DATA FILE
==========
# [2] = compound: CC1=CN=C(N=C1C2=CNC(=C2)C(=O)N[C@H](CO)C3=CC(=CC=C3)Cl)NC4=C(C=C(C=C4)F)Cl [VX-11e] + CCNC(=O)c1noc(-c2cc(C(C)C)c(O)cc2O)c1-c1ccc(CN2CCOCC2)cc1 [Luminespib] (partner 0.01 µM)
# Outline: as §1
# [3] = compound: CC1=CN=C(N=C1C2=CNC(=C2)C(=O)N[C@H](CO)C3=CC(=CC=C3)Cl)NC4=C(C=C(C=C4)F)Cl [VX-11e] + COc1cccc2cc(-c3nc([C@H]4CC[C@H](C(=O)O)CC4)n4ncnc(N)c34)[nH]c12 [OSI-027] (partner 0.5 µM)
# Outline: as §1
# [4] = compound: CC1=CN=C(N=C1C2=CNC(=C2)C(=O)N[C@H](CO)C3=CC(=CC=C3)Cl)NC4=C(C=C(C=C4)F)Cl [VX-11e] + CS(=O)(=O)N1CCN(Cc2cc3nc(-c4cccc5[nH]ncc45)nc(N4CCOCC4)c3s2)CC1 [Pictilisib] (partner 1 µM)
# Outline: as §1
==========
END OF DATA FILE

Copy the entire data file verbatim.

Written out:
# [2] = compound: CC1=CN=C(N=C1C2=CNC(=C2)C(=O)N[C@H](CO)C3=CC(=CC=C3)Cl)NC4=C(C=C(C=C4)F)Cl [VX-11e] + CCNC(=O)c1noc(-c2cc(C(C)C)c(O)cc2O)c1-c1ccc(CN2CCOCC2)cc1 [Luminespib] (partner 0.01 µM)
# Outline: as §1
# [3] = compound: CC1=CN=C(N=C1C2=CNC(=C2)C(=O)N[C@H](CO)C3=CC(=CC=C3)Cl)NC4=C(C=C(C=C4)F)Cl [VX-11e] + COc1cccc2cc(-c3nc([C@H]4CC[C@H](C(=O)O)CC4)n4ncnc(N)c34)[nH]c12 [OSI-027] (partner 0.5 µM)
# Outline: as §1
# [4] = compound: CC1=CN=C(N=C1C2=CNC(=C2)C(=O)N[C@H](CO)C3=CC(=CC=C3)Cl)NC4=C(C=C(C=C4)F)Cl [VX-11e] + CS(=O)(=O)N1CCN(Cc2cc3nc(-c4cccc5[nH]ncc45)nc(N4CCOCC4)c3s2)CC1 [Pictilisib] (partner 1 µM)
# Outline: as §1